Writer

      In reply to Will de Freitas

      Hi Will,

      Sorry you had to delete one of mine (which related to the credibility of the author when I learned about an organisation he works for).

      In commenting on TC, and getting a couple of comments deleted now, I've had to learn a slightly new set of skills. It's easier than I thought to get it wrong.

      Forcing oneself to ignore trolls who bring disruption, negativity and a hidden agenda to a given subject, one is also forced to check one's own writing - both content and intent. That's a good thing.

      I've tried to conduct myself as if we were all at a polite gathering - never saying anything that I wouldn't directly to someone's face. But, as I've just found out, commenting negatively on someone's credibility is viewed here as a personal attack and not acceptable.

      It's a fine line, and I hope you'll forgive us our sins and trespasses. And, while I'm here, thanks very much for the work you do. It's appreciated.

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  7. David Arthur

    resistance gnome

    Memo: Davos WEF

    Less corporate tax evasion => less government indebtedness

    Less corporate tax evasion => lower corporate tax rates

    Less corporate tax evasion => improved public health

    Less corporate tax evasion => improved public education

    Less corporate tax evasion => improved infrastructure

    improved public health + improved public education => improved worker productivity

    improved infrastructure + improved worker productivity => improved corporate profitability

    So why avoid taxes when if paying taxes results in improved profitability anyway?

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    1. Kyran Graham

      PhD Candidate: Neuropsychiatry/Neuropsychology at University of Western Australia

      In reply to David Arthur

      It improves profitability in the long-run but undermines the short-term bottom line. And the director NEEDS to send his kids to Aspen for skiing lessons THIS year, don't you know???

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  8. John Newton

    Author Journalist

    Interesting to note that as the poorer countries rise up, the average American becomes poorer and has less chance of full time employment.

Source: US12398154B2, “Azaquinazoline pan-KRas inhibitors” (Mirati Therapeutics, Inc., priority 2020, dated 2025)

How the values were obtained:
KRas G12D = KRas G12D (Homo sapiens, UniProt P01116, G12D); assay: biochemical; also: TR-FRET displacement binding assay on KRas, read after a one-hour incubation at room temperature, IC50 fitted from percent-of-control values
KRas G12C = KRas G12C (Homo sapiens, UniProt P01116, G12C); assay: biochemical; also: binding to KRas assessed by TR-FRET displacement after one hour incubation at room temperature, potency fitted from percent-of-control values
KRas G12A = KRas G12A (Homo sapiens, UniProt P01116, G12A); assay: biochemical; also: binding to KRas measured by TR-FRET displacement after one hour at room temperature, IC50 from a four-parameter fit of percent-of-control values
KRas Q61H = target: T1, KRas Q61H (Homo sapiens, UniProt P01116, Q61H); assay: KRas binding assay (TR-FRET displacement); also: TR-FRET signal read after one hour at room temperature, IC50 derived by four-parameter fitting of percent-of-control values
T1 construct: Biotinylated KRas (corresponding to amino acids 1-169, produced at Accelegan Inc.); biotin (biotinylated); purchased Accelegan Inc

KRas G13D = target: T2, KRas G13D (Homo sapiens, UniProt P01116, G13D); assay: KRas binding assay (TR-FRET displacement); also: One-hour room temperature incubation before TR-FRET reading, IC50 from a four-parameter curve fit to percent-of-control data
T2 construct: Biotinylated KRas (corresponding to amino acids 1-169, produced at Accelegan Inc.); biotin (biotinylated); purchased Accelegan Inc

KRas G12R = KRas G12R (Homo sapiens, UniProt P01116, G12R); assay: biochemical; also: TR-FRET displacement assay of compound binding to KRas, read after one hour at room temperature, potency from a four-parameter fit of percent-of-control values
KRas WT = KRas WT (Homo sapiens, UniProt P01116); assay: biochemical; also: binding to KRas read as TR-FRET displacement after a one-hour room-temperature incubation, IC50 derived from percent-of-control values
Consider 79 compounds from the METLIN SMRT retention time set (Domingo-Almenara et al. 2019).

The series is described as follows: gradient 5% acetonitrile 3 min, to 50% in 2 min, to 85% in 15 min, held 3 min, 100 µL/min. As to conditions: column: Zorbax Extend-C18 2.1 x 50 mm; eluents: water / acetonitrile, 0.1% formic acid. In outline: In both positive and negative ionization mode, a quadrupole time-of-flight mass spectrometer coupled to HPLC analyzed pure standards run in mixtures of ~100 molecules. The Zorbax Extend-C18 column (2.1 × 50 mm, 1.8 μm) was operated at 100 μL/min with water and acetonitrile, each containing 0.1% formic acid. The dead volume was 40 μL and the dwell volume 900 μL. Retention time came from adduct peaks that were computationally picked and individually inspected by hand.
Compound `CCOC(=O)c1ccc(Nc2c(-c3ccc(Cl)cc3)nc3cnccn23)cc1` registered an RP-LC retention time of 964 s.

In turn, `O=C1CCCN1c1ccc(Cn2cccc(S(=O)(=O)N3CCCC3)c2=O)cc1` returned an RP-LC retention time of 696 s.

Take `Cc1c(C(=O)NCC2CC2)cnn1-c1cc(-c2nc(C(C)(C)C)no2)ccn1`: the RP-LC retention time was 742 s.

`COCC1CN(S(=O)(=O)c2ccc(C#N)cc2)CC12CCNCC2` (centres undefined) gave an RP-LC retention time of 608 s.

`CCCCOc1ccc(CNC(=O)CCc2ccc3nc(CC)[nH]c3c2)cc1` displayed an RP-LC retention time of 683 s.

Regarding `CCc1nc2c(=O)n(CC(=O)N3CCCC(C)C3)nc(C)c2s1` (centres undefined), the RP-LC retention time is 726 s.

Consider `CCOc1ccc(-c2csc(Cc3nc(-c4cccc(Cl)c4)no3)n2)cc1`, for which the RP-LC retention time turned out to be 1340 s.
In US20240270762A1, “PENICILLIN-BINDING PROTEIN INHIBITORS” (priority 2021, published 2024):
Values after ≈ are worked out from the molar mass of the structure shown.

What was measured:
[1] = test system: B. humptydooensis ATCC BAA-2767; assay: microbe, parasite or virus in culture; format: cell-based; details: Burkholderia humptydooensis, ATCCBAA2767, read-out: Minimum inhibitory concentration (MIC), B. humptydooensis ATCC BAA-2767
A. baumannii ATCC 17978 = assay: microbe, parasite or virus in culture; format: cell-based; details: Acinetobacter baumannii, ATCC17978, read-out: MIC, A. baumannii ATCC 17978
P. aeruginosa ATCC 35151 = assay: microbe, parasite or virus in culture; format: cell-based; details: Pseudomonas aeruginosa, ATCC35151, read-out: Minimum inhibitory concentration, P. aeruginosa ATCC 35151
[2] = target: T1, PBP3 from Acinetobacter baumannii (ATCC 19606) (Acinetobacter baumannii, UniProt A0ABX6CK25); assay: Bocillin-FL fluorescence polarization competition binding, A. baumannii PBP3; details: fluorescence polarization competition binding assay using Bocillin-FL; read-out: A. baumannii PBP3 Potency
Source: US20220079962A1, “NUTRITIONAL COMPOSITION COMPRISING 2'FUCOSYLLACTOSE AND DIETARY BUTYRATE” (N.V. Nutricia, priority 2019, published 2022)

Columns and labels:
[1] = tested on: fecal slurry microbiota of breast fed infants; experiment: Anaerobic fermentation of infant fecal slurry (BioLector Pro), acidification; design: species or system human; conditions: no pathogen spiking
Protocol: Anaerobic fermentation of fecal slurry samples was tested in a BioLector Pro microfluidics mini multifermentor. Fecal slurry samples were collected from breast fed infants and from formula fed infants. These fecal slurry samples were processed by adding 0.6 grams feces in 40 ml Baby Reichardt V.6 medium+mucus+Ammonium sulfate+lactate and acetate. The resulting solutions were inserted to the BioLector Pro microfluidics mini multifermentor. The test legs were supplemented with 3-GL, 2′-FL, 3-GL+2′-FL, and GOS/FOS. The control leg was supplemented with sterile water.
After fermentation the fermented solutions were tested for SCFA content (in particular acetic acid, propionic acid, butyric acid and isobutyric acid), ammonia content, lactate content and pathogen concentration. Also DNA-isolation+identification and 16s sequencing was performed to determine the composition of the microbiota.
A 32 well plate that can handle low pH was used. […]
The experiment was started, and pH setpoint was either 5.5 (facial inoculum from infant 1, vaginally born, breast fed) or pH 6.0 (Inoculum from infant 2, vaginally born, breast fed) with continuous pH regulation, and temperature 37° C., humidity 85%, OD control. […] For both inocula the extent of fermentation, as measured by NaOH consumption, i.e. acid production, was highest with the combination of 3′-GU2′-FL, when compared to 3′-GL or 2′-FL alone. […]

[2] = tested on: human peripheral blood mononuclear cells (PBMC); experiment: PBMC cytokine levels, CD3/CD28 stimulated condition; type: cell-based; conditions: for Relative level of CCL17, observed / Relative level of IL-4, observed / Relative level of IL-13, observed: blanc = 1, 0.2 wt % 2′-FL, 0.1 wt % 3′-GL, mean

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    1. Firozali A Mulla

      logged in via LinkedIn

      In reply to John Newton

      While private investors showed a voracious appetite for gold in the wake of a sharp drop in prices, professional investors were absent from active buying, a trend expected to persist through this year. But a short-covering rally in the first quarter of this year isn't being ruled out and this could contribute to the recent stabilisation at a little more than $1,185/oz.

      Tapering of the bond-buying programme in the US by the Federal Reserve didn't have a major impact on the gold market, as prices…

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    2. John Newton

      Author Journalist

      In reply to Firozali A Mulla

      Firozali, not surer you were answering my question which concerned increasing levels of poverty in the 'richest' country in the world

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  9. Firozali A Mulla

    logged in via LinkedIn

    The democracy of today???? Therein lies the fundamental difference between then and now - that the images of children learning how to properly and safely operate guns is "shocking." We think this without pausing to consider why it's supposedly shocking. It's because we've spent the last 50 years in deep and progressive moral decay where the core values of the children and their parents in these pictures is very, very different from the core values of children and their parents today. Overtly…

    Read more
    1. Firozali A Mulla

      logged in via LinkedIn

      In reply to Firozali A Mulla

      In an audio recording released Thursday, the leader of Al Qaeda, Ayman al-Zawahri, called on Islamist brigades in northern Syria to stop fighting one another, to focus on toppling President Bashar al-Assad and to form an Islamic court to arbitrate disputes. Fifteen days of infighting between rebel brigades and fighters from the Islamic State of Iraq and Syria, which is inspired by Al Qaeda, had killed nearly 1,400 people as of Wednesday, according to a count kept by the opposition Syrian Observatory for Human Rights. Mr. Zawahri has little sway over most of the groups fighting in Syria.

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  10. David Arthur

    resistance gnome

    From elsewhere, I understand that living standards for a surprisingly large proportion of the world's population have increased over the last couple of decades; that is, in this era of freer global trade.

    I further understand that this has been accompanied by a decline in reproduction rates; the global average fertility rate is now ~2.5 live births per woman.

    That said, I am yet to be convinced that all this Good News is a consequence of such deregulation as has occurred. As some wise people…